January 27, 2009 at 8:00 am 4 comments

Wind Resources in Ohio

The US Department of Energy has a very nice full-color map on Ohio wind power resources. The map shows wind resources, but more importantly the location of transmission lines. Transmission lines are a major part of any utility-scale wind turbine project. Strong winds are important in a wind turbine project, but transmission lines are the key.

Ohio Wind Resources Map

August 26, 2008 at 7:00 am

Windfarm Observations

Not from me, but from Charles Profit. Charles Profit called me earlier in the week and told me that he was headed off to Illinois. He asked if I was interested in having him take a look at Horizon Energy’s wind turbine project in McLean County, Illinois. Of course I jumped at the chance to have Charles get me some pictures and give me his opinion.

After Charles’ visit to Illinois he called me and gave me his comments. He indicated that he was impressed with the size and scale of the project. He said the biggest issue that Horizon (or any other windfarm company would have in Van Wert) would face is siting. Van Wert County is considered a rural community. But unlike the area where the turbines were located in Illinois, we have houses spread out all over the countryside. You can’t drive a mile without seeing one or two (or more) houses. That will make for a challenge to site wind turbines.

The below pictures are from the Horizon Energy Twin Groves Wind Farm in Illinois. Thanks, Charles, for the great pictures and your commentary.

August 22, 2008 at 7:00 am

Wind Lease Contracts for Landowners

In Van Wert County, Ohio we have several Wind Energy Companies shopping landowners for acres. I have seen lease and payment arrangement terms for two of these wind energy companies. I won’t give you specific details of each lease, but I’ll share some commonalities. Frankly, the leases and terms are similar for the most part. OK, here we go:

Phase I – Research

  • lasts 3-5 years
  • meteorlogical (referred to as ‘met’) tower(s) erected
  • payment can be as much as $2000 per year per landowner

Phase II – Construction and Operation

  • lasts 30 years with option to extend the contract for an additional 20 years
  • density of turbines and number of landowners involved varies per project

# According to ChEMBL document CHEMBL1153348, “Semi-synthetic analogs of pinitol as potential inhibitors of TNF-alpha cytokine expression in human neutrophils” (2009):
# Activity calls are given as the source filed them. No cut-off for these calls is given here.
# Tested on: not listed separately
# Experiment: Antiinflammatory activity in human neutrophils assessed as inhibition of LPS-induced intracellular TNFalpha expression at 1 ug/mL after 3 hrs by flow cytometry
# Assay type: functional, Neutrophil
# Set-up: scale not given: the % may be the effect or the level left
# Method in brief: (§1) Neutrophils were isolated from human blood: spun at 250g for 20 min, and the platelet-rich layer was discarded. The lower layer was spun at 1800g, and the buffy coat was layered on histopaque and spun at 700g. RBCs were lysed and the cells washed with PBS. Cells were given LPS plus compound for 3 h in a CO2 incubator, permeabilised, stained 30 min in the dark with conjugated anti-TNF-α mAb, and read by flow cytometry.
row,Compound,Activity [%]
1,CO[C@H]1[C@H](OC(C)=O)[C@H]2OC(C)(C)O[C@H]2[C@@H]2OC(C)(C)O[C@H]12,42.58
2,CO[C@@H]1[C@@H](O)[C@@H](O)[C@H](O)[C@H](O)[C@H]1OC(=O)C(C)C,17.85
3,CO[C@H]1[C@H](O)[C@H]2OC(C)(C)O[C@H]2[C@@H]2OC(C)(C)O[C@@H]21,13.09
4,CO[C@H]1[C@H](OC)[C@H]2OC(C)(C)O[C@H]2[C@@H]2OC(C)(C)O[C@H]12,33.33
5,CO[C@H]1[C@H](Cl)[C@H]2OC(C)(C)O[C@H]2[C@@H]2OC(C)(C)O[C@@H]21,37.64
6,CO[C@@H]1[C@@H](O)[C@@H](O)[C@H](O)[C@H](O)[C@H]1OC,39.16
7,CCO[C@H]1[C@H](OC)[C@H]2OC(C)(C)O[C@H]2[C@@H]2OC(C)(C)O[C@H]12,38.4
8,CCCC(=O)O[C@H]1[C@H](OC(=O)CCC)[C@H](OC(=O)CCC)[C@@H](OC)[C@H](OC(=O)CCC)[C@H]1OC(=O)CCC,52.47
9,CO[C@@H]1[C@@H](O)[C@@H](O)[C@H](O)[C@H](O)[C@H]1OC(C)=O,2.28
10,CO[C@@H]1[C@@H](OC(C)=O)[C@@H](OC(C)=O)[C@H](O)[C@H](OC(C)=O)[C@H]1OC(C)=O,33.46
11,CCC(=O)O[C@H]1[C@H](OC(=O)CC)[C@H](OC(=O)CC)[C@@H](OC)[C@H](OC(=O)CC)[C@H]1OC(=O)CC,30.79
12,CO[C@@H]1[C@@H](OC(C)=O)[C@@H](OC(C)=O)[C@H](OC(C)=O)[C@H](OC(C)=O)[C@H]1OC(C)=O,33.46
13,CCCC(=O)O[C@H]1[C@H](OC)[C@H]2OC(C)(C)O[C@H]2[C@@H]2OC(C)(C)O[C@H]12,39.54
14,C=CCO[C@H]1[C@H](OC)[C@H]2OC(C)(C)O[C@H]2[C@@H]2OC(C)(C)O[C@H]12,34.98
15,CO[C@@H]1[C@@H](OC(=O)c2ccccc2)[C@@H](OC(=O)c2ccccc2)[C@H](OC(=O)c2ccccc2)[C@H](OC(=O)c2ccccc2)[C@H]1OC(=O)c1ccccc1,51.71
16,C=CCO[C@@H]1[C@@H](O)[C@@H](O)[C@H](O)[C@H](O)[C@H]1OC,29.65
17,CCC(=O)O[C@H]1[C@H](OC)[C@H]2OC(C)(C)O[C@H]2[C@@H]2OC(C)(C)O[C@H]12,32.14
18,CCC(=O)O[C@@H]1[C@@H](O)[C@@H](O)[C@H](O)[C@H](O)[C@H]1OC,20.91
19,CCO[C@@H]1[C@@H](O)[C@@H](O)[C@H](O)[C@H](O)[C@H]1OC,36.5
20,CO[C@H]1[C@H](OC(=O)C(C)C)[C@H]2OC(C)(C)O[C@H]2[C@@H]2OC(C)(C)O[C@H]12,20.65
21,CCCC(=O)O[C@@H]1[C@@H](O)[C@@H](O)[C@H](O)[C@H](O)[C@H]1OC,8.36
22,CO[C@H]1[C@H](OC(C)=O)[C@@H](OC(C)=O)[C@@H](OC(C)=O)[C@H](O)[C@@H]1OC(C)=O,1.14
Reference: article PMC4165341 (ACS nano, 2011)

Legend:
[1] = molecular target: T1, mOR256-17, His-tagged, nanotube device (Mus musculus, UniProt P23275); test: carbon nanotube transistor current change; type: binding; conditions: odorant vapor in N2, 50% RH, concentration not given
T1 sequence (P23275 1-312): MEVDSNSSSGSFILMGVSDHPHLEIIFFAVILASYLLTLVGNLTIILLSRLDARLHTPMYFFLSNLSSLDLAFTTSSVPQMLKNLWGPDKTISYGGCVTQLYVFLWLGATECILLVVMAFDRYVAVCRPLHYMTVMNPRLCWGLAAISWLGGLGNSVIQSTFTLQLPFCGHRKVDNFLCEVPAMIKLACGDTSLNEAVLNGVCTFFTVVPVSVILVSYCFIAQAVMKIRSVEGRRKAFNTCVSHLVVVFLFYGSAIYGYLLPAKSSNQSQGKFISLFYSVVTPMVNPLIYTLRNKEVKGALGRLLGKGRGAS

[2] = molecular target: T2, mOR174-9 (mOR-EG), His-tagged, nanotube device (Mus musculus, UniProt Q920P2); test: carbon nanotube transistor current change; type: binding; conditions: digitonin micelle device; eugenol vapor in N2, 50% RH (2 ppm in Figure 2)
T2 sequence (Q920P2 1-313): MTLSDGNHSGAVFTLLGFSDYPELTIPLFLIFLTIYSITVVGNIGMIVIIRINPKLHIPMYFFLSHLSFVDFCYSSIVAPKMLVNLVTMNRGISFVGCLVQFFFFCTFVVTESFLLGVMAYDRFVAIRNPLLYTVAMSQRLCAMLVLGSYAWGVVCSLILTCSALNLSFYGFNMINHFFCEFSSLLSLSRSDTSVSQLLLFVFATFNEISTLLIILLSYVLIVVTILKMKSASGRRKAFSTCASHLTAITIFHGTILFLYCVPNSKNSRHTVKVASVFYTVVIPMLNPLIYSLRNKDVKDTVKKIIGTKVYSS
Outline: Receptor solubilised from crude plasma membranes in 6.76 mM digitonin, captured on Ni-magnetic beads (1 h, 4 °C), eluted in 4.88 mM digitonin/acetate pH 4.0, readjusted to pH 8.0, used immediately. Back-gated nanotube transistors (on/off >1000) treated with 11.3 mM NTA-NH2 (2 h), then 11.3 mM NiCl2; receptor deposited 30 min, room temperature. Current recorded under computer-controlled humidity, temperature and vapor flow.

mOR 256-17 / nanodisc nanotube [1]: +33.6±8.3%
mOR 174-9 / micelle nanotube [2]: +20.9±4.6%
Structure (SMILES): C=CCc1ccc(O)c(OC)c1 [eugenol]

• payments to an individual landowner are based primarily on number of turbines and/or electricity generated (note: other factors come in to determining payment, but to a lesser extent)
  • 80 acres with one turbine can provide $5,000+ per year to a landowner (this may or may not depend on power generation); assume 1.8-2 MW turbine
  • lease may or may not include payment adjustment based on Consumer Price Index; lease payments based on MW generation will likely not have CPI adjustment

Phase III – Renewal or Decommission

  • after 30-50 years the project will be renewed
  • if the project becomes obsolete, the project will be decommissioned


Wind energy development is definitely a hot issue in my locality. It is important to point out that the companies working in my area are interested in developing utility-scale wind farms, not wind farms for individual use. The projects are in the 100-300 MW range, which translates roughly into 100-200 wind turbines.

Speaking with the the companies that are interested in my area, the availability of utility grade transmission lines is a big asset. Van Wert County has a 345kV transmission line bisecting the county east to west. Now the question becomes, do we have the wind necessary to make wind farms feasible?

August 15, 2008 at 7:00 am 2 comments

Wind Farm Information

Several companies are interested in developing wind farms in Van Wert County. In this week’s podcast I have provided some useful information on developing a wind turbine on your farm.

June 9, 2008 at 4:08 pm